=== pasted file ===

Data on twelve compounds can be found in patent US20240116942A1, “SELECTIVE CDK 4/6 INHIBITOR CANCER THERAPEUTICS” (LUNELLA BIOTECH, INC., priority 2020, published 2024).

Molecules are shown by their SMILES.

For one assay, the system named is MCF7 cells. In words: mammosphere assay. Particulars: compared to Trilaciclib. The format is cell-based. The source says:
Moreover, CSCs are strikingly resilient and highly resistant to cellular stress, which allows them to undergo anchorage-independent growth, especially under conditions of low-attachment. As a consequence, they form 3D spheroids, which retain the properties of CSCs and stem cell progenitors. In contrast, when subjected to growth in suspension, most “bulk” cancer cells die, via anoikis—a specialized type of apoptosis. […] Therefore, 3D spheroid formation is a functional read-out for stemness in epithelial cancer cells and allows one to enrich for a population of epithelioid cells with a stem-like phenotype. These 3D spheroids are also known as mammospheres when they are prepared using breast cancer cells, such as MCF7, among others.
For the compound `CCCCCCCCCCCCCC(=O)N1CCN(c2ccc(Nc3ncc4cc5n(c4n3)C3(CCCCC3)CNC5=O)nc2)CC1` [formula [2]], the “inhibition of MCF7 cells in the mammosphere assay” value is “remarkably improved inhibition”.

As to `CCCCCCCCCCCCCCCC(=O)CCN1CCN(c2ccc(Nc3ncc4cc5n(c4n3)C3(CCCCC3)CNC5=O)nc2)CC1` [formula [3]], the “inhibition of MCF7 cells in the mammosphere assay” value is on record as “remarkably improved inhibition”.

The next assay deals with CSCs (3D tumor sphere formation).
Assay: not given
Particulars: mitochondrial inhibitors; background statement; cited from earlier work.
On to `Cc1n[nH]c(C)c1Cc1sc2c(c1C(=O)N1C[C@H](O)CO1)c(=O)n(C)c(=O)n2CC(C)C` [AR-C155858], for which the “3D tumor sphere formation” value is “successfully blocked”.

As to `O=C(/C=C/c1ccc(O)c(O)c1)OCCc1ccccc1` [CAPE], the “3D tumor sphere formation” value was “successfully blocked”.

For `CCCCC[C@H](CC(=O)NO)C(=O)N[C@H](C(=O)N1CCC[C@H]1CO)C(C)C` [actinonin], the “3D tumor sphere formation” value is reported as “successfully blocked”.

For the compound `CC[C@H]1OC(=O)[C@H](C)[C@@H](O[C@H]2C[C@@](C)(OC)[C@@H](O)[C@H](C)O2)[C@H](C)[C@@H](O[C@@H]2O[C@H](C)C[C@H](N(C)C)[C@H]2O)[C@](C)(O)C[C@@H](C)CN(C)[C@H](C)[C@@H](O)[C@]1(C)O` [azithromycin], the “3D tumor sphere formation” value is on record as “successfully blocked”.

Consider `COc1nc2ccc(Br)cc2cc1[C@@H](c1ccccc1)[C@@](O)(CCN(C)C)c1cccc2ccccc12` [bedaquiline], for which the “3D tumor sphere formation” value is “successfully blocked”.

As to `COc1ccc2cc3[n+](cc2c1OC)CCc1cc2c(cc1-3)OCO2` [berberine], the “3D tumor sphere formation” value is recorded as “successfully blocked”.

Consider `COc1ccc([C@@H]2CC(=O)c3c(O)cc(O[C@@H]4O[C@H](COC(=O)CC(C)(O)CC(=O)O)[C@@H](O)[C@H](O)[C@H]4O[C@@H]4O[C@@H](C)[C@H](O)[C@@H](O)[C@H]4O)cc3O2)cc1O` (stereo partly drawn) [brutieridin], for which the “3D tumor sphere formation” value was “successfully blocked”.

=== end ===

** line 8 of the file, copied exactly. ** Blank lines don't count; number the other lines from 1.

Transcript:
Assay: not given